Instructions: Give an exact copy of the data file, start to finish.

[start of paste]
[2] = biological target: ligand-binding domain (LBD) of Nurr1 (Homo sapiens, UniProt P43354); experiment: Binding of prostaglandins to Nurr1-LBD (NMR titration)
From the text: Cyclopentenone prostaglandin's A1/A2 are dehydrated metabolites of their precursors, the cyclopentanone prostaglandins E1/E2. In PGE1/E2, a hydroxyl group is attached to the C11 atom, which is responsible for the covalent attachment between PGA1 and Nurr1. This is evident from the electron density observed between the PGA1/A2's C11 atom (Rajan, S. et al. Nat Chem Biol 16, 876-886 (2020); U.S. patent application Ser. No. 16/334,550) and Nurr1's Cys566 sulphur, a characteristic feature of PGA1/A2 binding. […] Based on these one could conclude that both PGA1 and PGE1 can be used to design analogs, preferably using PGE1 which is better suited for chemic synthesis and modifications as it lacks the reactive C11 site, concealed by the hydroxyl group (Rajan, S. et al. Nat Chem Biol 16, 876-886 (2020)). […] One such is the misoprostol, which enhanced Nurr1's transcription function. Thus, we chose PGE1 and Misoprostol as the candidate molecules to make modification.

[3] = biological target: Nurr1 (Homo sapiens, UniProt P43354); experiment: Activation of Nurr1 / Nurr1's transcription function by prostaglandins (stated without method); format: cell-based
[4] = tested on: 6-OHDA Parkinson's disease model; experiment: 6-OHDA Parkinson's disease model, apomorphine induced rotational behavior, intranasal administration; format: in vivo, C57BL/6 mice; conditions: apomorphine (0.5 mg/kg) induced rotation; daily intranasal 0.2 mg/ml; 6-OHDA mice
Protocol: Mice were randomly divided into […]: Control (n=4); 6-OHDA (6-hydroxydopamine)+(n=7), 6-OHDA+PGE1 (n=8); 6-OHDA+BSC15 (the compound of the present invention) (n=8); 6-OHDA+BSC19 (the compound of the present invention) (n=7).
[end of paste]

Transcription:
[2] = biological target: ligand-binding domain (LBD) of Nurr1 (Homo sapiens, UniProt P43354); experiment: Binding of prostaglandins to Nurr1-LBD (NMR titration)
From the text: Cyclopentenone prostaglandin's A1/A2 are dehydrated metabolites of their precursors, the cyclopentanone prostaglandins E1/E2. In PGE1/E2, a hydroxyl group is attached to the C11 atom, which is responsible for the covalent attachment between PGA1 and Nurr1. This is evident from the electron density observed between the PGA1/A2's C11 atom (Rajan, S. et al. Nat Chem Biol 16, 876-886 (2020); U.S. patent application Ser. No. 16/334,550) and Nurr1's Cys566 sulphur, a characteristic feature of PGA1/A2 binding. […] Based on these one could conclude that both PGA1 and PGE1 can be used to design analogs, preferably using PGE1 which is better suited for chemic synthesis and modifications as it lacks the reactive C11 site, concealed by the hydroxyl group (Rajan, S. et al. Nat Chem Biol 16, 876-886 (2020)). […] One such is the misoprostol, which enhanced Nurr1's transcription function. Thus, we chose PGE1 and Misoprostol as the candidate molecules to make modification.

[3] = biological target: Nurr1 (Homo sapiens, UniProt P43354); experiment: Activation of Nurr1 / Nurr1's transcription function by prostaglandins (stated without method); format: cell-based
[4] = tested on: 6-OHDA Parkinson's disease model; experiment: 6-OHDA Parkinson's disease model, apomorphine induced rotational behavior, intranasal administration; format: in vivo, C57BL/6 mice; conditions: apomorphine (0.5 mg/kg) induced rotation; daily intranasal 0.2 mg/ml; 6-OHDA mice
Protocol: Mice were randomly divided into […]: Control (n=4); 6-OHDA (6-hydroxydopamine)+(n=7), 6-OHDA+PGE1 (n=8); 6-OHDA+BSC15 (the compound of the present invention) (n=8); 6-OHDA+BSC19 (the compound of the present invention) (n=7).